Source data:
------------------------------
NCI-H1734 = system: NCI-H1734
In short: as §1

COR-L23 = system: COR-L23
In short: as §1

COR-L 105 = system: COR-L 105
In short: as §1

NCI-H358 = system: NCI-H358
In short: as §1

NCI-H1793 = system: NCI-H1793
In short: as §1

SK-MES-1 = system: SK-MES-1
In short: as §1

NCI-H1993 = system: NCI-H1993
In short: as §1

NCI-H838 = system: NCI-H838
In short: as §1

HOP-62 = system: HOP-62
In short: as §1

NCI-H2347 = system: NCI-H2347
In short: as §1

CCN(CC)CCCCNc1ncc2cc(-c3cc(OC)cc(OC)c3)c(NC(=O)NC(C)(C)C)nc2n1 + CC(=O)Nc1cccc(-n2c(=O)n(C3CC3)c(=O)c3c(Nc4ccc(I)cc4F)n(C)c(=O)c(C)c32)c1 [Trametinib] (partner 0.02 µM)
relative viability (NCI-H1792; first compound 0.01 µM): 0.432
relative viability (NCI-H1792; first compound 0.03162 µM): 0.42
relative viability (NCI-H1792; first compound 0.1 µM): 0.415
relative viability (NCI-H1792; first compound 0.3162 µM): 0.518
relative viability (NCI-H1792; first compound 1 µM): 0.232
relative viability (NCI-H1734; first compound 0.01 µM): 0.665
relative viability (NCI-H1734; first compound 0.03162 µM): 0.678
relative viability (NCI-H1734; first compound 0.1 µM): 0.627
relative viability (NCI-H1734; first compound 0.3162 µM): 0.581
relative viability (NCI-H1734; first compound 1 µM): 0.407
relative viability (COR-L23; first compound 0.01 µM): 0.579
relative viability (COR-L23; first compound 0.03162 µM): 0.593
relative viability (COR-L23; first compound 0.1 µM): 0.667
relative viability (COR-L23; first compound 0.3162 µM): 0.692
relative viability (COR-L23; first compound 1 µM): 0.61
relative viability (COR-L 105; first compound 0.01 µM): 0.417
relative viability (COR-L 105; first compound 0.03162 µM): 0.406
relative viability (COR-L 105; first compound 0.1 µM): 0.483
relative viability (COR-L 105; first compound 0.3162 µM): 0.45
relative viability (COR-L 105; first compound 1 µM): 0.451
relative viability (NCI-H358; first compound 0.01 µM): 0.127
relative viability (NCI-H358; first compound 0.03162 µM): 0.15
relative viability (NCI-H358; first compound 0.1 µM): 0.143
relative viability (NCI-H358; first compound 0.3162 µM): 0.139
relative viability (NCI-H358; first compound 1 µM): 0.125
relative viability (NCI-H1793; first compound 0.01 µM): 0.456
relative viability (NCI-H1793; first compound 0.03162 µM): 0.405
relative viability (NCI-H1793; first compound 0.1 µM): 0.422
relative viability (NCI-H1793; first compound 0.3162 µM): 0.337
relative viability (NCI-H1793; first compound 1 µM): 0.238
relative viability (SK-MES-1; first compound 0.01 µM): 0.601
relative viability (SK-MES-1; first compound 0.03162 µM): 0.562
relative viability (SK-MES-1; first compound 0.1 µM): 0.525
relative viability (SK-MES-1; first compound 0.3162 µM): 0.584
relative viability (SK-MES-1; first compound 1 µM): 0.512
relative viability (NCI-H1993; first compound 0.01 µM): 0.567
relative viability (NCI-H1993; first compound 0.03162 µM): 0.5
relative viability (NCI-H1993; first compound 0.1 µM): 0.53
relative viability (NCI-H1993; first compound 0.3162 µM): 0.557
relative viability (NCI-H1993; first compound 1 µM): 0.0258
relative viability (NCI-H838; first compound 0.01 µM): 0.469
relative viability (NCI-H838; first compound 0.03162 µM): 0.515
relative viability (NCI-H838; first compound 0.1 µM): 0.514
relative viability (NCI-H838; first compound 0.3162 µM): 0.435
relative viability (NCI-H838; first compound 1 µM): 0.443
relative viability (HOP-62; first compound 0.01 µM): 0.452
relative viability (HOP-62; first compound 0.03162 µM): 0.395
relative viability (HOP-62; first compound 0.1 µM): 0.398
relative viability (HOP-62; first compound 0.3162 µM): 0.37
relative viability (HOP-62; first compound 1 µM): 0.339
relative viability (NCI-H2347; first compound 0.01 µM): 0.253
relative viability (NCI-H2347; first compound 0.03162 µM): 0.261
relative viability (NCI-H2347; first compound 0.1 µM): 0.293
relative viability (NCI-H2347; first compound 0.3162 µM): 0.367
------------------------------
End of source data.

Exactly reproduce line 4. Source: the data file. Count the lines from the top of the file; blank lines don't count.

In short: as §1